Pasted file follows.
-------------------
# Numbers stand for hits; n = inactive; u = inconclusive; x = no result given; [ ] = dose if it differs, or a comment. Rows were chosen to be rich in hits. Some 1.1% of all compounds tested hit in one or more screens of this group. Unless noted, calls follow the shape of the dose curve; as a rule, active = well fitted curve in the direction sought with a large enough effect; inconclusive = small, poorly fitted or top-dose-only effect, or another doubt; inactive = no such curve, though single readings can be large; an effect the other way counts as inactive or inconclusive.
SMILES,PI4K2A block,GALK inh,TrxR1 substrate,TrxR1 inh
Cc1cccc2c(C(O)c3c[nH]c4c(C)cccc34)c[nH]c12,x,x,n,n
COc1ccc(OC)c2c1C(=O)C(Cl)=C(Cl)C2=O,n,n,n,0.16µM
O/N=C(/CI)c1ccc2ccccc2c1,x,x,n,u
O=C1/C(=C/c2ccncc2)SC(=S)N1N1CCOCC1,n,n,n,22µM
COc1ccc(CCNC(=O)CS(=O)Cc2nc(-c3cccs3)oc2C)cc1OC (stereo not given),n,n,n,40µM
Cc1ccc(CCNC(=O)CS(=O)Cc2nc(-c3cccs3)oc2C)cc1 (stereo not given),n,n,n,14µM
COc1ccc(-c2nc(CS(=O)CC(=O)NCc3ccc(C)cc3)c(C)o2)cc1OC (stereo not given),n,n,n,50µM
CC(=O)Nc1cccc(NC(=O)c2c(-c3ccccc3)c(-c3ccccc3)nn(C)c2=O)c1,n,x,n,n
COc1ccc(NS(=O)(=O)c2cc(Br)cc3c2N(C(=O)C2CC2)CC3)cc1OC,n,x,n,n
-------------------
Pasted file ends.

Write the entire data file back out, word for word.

# Numbers stand for hits; n = inactive; u = inconclusive; x = no result given; [ ] = dose if it differs, or a comment. Rows were chosen to be rich in hits. Some 1.1% of all compounds tested hit in one or more screens of this group. Unless noted, calls follow the shape of the dose curve; as a rule, active = well fitted curve in the direction sought with a large enough effect; inconclusive = small, poorly fitted or top-dose-only effect, or another doubt; inactive = no such curve, though single readings can be large; an effect the other way counts as inactive or inconclusive.
SMILES,PI4K2A block,GALK inh,TrxR1 substrate,TrxR1 inh
Cc1cccc2c(C(O)c3c[nH]c4c(C)cccc34)c[nH]c12,x,x,n,n
COc1ccc(OC)c2c1C(=O)C(Cl)=C(Cl)C2=O,n,n,n,0.16µM
O/N=C(/CI)c1ccc2ccccc2c1,x,x,n,u
O=C1/C(=C/c2ccncc2)SC(=S)N1N1CCOCC1,n,n,n,22µM
COc1ccc(CCNC(=O)CS(=O)Cc2nc(-c3cccs3)oc2C)cc1OC (stereo not given),n,n,n,40µM
Cc1ccc(CCNC(=O)CS(=O)Cc2nc(-c3cccs3)oc2C)cc1 (stereo not given),n,n,n,14µM
COc1ccc(-c2nc(CS(=O)CC(=O)NCc3ccc(C)cc3)c(C)o2)cc1OC (stereo not given),n,n,n,50µM
CC(=O)Nc1cccc(NC(=O)c2c(-c3ccccc3)c(-c3ccccc3)nn(C)c2=O)c1,n,x,n,n
COc1ccc(NS(=O)(=O)c2cc(Br)cc3c2N(C(=O)C2CC2)CC3)cc1OC,n,x,n,n